It is an object of the present invention to provide a novel device structure for thermochromic thin film optical modulators, such as vanadium dioxide, in order to achieve switching speeds of at least several hundred hertz between the high reflectance and the high transmission states.
It is a further object of the present invention to include within the same device an electrical means of continuously monitoring the transitional state of the vanadium dioxide film. Such a monitoring output is used to control the heating of the vanadium dioxide film.
In accordance with a preferred embodiment, a thin insulative layer (about 1500 Angstroms) of silicon dioxide is thermally grown on one side of a thin silicon substrate. Then a thin film of vanadium dioxide is deposited on the exposed side of the silicon dioxide layer. Ohmic contacts are provided on the silicon substrate to permit it to be used for heating the vanadium dioxide layer. Ohmic contacts are also provided to the vanadium dioxide layer, but these contacts and the vanadium dioxide layer are insulated from the silicon substrate and its contacts by the insulative layer of silicon dioxide. This latter set of ohmic contacts is used for monitoring the impedance of the vanadium dioxide layer.
The silicon substrate is selected to have a particular resistivity value such that when it is thinned down to reduce the combined thermal mass of the VO2 film and substrate, the resistance per square has a value (e.g., 100 ohms) that can be conveniently powered by low voltage sources (15 V or less). The thickness of the silicon substrate is a major factor in determining the frequency at which the infrared shutter can be operated. The smaller the thermal mass of the shutter the faster it will switch.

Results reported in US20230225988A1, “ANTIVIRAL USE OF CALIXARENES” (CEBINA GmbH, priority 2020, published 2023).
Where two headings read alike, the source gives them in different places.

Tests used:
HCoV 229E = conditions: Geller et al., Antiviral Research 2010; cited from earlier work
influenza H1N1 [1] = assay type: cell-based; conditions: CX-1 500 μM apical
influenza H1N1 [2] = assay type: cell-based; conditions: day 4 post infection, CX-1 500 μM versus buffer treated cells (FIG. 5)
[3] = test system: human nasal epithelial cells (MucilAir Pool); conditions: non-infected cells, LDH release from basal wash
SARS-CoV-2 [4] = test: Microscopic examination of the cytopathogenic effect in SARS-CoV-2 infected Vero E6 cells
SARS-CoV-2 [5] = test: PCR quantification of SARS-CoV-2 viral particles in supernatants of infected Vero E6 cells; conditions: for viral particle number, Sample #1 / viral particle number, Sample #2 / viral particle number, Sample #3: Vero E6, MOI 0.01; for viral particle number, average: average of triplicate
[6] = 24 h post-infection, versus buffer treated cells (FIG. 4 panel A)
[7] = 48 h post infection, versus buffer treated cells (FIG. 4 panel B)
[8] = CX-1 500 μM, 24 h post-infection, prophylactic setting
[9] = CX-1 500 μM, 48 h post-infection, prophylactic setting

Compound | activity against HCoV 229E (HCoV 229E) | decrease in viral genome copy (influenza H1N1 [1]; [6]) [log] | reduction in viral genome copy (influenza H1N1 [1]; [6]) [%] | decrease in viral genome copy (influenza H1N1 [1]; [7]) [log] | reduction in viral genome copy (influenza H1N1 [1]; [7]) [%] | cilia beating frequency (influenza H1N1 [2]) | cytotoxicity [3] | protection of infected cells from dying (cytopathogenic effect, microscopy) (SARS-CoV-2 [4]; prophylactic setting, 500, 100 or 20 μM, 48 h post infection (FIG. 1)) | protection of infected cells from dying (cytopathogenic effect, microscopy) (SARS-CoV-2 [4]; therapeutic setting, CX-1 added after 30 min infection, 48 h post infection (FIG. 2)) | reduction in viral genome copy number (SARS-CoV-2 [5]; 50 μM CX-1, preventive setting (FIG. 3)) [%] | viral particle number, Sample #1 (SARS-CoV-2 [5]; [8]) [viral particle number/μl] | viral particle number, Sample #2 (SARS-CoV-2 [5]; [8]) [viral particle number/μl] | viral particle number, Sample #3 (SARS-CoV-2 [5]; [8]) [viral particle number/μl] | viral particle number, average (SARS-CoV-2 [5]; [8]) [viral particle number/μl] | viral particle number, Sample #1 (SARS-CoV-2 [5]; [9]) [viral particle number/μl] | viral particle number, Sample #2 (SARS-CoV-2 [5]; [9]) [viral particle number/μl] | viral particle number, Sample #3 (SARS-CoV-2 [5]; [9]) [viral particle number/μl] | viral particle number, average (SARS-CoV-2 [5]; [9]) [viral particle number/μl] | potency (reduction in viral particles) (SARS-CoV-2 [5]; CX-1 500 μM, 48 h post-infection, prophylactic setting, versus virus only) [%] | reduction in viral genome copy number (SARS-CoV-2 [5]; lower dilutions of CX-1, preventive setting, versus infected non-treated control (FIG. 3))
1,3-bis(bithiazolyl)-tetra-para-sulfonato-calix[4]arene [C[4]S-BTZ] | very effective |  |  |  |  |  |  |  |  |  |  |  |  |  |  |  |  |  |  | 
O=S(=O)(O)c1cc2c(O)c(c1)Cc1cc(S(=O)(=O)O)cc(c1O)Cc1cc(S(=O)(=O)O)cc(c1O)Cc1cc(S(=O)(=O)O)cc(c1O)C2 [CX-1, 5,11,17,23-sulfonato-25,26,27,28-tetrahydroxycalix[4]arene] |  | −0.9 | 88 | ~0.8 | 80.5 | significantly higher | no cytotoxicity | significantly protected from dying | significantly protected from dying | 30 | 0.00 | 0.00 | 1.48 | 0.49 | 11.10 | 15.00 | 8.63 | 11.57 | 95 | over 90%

As the VO2 film changes from the semiconductor phase to the metal phase the impedance of the VO2 film drops abruptly from, typically, several kilo-ohms to tens of ohms. Thus, it is very convenient to monitor the impedance of the VO2 film to ascertain which phase it is in. A circuit is provided to heat the silicon substrate carrying the VO2 film; it uses the film impedance as the basis for applying the heat. Power is applied electrically until the film impedance drops below a value indicative of the metal phase. Power is resumed after the film has cooled and its impedance has increased to a value indicative of the semiconductor phase. The drive circuit thus supplies a series of spaced heating pulses to the silicon layer.
The preferred embodiment described above is especially suited to operate as a high-speed shutter in the infrared. Since the silicon substrate is transparent throughout the infrared region, a high transmission is assured when the VO2 film is in the semiconductor phase. Although silicon dioxide has several strong absorption bands throughout the infrared, a thickness of 1,500 Å, however, renders such absorptions negligible. To further enhance transmission of infrared radiation in the semiconductor phase, the silicon substrate can be antireflection coated.
The present invention is a significant improvement over previously used systems in which the VO2 film temperature was inferred from the temperature of the substrate measured at some distance from the film. It was found that these temperatures sometimes differed as the ambient temperature changed, causing the switching to occur at varying uncontrolled values of reflectivity. In contrast, the present invention takes full advantage of the intimate and concomitant relationship between the electrical resistance of the VO2 film and its optical reflectivity. In accordance with the present invention, these quantities necessarily subsist at the same time and place. The switching points correspond directly to specific reflectivity values, and this intimate relationship is not affected by variations in ambient temperature, thereby greatly improving the stability of the device.